P622 Efficacy of probiotics in inflammatory bowel disease: systematic review and meta-analysis
Derwa Y.1, Gracie D.J.*1,2, Hamlin P.J.1, Ford A.C.1,2
1St. James's University Hospital, Leeds Gastroenterology Institute, Leeds, United Kingdom 2University of Leeds, LIBACS, Leeds, United Kingdom
Ulcerative colitis (UC) and Crohn's disease (CD) are inflammatory bowel diseases (IBD). Evidence implicates disturbances of the gastrointestinal microbiota in their pathogenesis. We performed a systematic review and meta-analysis to examine the efficacy of probiotics in IBD.
MEDLINE, EMBASE, and the Cochrane Controlled Trials Register were searched (up to November 2016). Eligible randomised controlled trials (RCTs) recruited adults with UC or CD, and compared probiotics with 5-aminosalicylates (5-ASAs) or placebo. Dichotomous symptom data were pooled to obtain a relative risk (RR) of failure to achieve remission in active IBD, or RR of relapse of disease activity in quiescent IBD, with 95% confidence intervals (CIs).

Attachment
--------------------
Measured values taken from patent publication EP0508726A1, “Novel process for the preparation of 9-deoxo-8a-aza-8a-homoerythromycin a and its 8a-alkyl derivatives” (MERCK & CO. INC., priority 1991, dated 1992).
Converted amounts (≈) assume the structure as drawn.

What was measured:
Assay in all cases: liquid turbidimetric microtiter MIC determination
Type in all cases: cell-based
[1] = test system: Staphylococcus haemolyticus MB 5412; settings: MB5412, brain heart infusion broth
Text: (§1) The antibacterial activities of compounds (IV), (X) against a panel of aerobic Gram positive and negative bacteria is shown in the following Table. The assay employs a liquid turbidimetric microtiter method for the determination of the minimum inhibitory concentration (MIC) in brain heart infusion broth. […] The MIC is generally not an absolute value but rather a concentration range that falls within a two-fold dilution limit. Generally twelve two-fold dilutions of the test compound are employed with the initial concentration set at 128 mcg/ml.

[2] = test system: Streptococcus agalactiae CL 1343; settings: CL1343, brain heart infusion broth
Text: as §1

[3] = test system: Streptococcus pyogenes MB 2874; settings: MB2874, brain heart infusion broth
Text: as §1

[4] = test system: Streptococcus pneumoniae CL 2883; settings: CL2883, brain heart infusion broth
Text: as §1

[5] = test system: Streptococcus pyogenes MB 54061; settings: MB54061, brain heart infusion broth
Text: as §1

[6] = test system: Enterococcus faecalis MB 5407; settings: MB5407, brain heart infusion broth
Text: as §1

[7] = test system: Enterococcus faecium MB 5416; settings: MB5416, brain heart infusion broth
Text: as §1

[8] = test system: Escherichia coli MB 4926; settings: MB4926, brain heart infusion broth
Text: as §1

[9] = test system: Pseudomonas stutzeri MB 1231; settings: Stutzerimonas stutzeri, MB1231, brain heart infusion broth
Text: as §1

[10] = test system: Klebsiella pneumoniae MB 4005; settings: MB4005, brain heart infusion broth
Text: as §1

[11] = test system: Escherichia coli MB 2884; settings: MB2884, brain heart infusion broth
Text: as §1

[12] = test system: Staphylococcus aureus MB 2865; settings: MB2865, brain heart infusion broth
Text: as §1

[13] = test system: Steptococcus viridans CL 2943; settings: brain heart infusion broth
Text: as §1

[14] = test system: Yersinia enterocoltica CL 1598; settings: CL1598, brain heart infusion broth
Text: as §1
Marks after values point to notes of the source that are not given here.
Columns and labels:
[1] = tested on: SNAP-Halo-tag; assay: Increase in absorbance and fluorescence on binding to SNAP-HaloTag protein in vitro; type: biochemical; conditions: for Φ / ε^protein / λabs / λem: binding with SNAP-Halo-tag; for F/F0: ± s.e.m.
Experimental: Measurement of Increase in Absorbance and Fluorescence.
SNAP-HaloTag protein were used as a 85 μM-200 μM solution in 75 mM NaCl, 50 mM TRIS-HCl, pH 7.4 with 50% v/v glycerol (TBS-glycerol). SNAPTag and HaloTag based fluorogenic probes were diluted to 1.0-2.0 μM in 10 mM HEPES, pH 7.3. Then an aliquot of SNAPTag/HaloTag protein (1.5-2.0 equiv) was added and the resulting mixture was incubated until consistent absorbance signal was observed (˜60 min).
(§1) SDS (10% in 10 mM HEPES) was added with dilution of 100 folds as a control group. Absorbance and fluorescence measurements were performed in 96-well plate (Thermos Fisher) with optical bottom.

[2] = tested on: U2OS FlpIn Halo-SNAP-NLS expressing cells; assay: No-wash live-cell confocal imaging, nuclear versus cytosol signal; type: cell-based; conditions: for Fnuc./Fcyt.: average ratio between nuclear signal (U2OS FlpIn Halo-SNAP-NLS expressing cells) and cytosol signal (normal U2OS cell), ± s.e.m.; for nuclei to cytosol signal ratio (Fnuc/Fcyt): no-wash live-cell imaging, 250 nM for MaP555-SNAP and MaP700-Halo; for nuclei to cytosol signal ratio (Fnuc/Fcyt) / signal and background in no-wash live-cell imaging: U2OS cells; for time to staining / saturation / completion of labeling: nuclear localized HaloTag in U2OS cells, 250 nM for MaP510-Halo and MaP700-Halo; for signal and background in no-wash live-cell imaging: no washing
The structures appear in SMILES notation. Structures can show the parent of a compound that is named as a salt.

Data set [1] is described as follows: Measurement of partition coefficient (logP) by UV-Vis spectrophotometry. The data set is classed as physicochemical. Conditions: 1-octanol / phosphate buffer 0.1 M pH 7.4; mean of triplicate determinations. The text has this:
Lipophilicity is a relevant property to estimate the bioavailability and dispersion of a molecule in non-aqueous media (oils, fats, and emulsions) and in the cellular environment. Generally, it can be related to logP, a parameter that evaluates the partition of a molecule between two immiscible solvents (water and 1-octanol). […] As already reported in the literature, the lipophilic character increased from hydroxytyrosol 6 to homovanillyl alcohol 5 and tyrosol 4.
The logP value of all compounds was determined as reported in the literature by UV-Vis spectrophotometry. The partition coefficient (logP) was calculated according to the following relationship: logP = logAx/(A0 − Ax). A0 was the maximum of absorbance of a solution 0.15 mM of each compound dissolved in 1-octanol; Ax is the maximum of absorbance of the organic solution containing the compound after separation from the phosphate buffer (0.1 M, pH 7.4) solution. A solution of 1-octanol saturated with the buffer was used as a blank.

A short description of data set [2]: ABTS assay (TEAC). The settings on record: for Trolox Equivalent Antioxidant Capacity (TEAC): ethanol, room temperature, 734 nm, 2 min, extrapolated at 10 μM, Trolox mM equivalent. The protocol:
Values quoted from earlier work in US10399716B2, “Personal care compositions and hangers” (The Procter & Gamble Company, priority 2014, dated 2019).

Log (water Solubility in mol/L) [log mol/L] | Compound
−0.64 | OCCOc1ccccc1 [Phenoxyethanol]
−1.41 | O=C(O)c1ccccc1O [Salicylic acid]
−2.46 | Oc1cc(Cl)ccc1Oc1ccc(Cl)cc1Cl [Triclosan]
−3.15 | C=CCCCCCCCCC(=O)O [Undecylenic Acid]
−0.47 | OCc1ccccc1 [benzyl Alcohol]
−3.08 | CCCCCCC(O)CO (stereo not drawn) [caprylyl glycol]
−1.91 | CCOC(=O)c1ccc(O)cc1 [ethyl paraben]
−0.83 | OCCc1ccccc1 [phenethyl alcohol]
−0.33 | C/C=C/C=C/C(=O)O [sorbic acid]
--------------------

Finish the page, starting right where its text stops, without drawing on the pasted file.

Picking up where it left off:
The search identified 12,251 citations. Twenty-two RCTs were eligible. There was no benefit of probiotics over placebo in inducing remission in active UC (RR of failure to achieve remission = 0.86; 95% CI 0.68–1.08).
However, when only trials of VSL#3 were considered there appeared to be a benefit (RR =0.74; 95% CI 0.63–0.87). Probiotics appeared equivalent to 5-ASAs in preventing UC relapse (RR =1.02 (95% CI 0.85 to 1.23).
There was no benefit of probiotics in inducing remission of active CD, in preventing relapse of quiescent CD, or in preventing endoscopic or clinical relapse of CD after surgically induced remission.
VSL#3 appears to be effective in inducing remission in active UC, and probiotics may be as effective as 5-ASAs in preventing relapse of quiescent UC. However, the efficacy of probiotics in CD remains uncertain, and more evidence from RCTs is required before their utility is known.